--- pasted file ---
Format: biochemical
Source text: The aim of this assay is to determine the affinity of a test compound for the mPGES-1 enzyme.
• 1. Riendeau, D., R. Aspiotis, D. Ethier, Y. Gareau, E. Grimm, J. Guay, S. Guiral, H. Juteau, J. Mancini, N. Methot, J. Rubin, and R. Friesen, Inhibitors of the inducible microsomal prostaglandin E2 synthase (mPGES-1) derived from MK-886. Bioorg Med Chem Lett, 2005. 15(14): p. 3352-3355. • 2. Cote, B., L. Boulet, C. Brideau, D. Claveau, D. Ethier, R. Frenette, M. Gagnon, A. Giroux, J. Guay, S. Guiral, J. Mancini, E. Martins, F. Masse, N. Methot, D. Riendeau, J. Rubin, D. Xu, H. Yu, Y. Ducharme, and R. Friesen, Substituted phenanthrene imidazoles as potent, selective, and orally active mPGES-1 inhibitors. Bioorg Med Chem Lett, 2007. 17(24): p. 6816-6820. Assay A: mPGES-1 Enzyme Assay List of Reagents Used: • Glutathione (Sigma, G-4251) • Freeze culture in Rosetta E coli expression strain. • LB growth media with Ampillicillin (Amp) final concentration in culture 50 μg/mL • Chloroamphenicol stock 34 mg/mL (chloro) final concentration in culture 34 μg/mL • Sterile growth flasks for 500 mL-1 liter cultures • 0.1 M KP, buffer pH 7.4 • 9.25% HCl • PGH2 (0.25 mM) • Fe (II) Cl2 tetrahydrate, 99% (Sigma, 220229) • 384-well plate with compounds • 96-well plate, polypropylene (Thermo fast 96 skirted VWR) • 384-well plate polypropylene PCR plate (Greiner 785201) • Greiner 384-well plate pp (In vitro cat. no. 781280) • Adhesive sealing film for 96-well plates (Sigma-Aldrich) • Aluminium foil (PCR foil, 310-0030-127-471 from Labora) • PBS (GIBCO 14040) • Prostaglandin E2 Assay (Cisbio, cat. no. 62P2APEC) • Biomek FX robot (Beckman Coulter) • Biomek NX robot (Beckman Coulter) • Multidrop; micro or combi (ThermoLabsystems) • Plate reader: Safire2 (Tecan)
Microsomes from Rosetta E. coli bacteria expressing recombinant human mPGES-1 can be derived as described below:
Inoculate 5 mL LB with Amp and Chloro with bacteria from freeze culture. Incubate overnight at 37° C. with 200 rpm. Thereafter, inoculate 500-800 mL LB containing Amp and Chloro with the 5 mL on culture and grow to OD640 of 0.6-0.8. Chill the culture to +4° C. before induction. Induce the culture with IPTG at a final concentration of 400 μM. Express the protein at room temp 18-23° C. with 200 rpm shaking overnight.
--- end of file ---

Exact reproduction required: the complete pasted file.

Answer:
Format: biochemical
Source text: The aim of this assay is to determine the affinity of a test compound for the mPGES-1 enzyme.
• 1. Riendeau, D., R. Aspiotis, D. Ethier, Y. Gareau, E. Grimm, J. Guay, S. Guiral, H. Juteau, J. Mancini, N. Methot, J. Rubin, and R. Friesen, Inhibitors of the inducible microsomal prostaglandin E2 synthase (mPGES-1) derived from MK-886. Bioorg Med Chem Lett, 2005. 15(14): p. 3352-3355. • 2. Cote, B., L. Boulet, C. Brideau, D. Claveau, D. Ethier, R. Frenette, M. Gagnon, A. Giroux, J. Guay, S. Guiral, J. Mancini, E. Martins, F. Masse, N. Methot, D. Riendeau, J. Rubin, D. Xu, H. Yu, Y. Ducharme, and R. Friesen, Substituted phenanthrene imidazoles as potent, selective, and orally active mPGES-1 inhibitors. Bioorg Med Chem Lett, 2007. 17(24): p. 6816-6820. Assay A: mPGES-1 Enzyme Assay List of Reagents Used: • Glutathione (Sigma, G-4251) • Freeze culture in Rosetta E coli expression strain. • LB growth media with Ampillicillin (Amp) final concentration in culture 50 μg/mL • Chloroamphenicol stock 34 mg/mL (chloro) final concentration in culture 34 μg/mL • Sterile growth flasks for 500 mL-1 liter cultures • 0.1 M KP, buffer pH 7.4 • 9.25% HCl • PGH2 (0.25 mM) • Fe (II) Cl2 tetrahydrate, 99% (Sigma, 220229) • 384-well plate with compounds • 96-well plate, polypropylene (Thermo fast 96 skirted VWR) • 384-well plate polypropylene PCR plate (Greiner 785201) • Greiner 384-well plate pp (In vitro cat. no. 781280) • Adhesive sealing film for 96-well plates (Sigma-Aldrich) • Aluminium foil (PCR foil, 310-0030-127-471 from Labora) • PBS (GIBCO 14040) • Prostaglandin E2 Assay (Cisbio, cat. no. 62P2APEC) • Biomek FX robot (Beckman Coulter) • Biomek NX robot (Beckman Coulter) • Multidrop; micro or combi (ThermoLabsystems) • Plate reader: Safire2 (Tecan)
Microsomes from Rosetta E. coli bacteria expressing recombinant human mPGES-1 can be derived as described below:
Inoculate 5 mL LB with Amp and Chloro with bacteria from freeze culture. Incubate overnight at 37° C. with 200 rpm. Thereafter, inoculate 500-800 mL LB containing Amp and Chloro with the 5 mL on culture and grow to OD640 of 0.6-0.8. Chill the culture to +4° C. before induction. Induce the culture with IPTG at a final concentration of 400 μM. Express the protein at room temp 18-23° C. with 200 rpm shaking overnight.